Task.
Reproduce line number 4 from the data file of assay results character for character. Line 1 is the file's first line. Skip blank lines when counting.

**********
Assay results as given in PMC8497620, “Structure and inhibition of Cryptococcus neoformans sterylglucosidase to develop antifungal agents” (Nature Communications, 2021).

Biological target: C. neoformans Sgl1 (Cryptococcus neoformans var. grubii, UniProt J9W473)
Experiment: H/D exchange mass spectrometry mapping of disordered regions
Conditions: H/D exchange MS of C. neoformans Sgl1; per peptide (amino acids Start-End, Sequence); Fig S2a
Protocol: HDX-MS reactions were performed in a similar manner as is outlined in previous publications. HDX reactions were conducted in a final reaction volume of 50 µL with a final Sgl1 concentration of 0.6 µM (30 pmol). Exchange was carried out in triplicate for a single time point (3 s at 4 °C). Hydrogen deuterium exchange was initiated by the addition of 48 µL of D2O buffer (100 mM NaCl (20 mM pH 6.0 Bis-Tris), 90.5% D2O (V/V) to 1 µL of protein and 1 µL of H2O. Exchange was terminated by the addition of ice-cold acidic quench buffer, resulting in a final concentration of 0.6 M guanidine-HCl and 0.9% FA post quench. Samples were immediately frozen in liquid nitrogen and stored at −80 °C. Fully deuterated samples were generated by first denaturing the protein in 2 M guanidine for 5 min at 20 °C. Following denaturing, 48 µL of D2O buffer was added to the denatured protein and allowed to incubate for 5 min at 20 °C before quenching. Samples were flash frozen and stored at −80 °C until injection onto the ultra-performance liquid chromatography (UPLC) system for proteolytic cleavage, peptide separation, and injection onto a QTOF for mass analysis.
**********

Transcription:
Conditions: H/D exchange MS of C. neoformans Sgl1; per peptide (amino acids Start-End, Sequence); Fig S2a